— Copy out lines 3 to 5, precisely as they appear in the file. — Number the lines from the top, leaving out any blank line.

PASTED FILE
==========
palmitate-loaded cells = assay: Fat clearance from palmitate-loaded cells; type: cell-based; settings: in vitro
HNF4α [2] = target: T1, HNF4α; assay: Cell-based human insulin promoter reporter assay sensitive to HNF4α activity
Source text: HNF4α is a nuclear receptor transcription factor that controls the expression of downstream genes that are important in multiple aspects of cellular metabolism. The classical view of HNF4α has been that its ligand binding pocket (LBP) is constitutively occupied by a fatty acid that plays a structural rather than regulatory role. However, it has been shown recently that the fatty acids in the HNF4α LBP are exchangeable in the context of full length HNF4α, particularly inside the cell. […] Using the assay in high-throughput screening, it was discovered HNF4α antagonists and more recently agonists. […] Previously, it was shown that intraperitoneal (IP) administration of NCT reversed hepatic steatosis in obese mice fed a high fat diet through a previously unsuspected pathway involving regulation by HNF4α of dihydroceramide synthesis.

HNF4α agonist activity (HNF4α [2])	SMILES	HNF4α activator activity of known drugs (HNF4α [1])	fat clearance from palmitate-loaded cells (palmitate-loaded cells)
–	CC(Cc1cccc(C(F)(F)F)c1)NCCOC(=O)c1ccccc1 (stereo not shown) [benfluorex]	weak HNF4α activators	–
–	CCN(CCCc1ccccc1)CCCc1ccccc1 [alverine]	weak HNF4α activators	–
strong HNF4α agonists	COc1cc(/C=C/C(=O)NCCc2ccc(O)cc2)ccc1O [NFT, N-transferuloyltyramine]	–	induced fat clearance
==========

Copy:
Source text: HNF4α is a nuclear receptor transcription factor that controls the expression of downstream genes that are important in multiple aspects of cellular metabolism. The classical view of HNF4α has been that its ligand binding pocket (LBP) is constitutively occupied by a fatty acid that plays a structural rather than regulatory role. However, it has been shown recently that the fatty acids in the HNF4α LBP are exchangeable in the context of full length HNF4α, particularly inside the cell. […] Using the assay in high-throughput screening, it was discovered HNF4α antagonists and more recently agonists. […] Previously, it was shown that intraperitoneal (IP) administration of NCT reversed hepatic steatosis in obese mice fed a high fat diet through a previously unsuspected pathway involving regulation by HNF4α of dihydroceramide synthesis.

HNF4α agonist activity (HNF4α [2])	SMILES	HNF4α activator activity of known drugs (HNF4α [1])	fat clearance from palmitate-loaded cells (palmitate-loaded cells)
–	CC(Cc1cccc(C(F)(F)F)c1)NCCOC(=O)c1ccccc1 (stereo not shown) [benfluorex]	weak HNF4α activators	–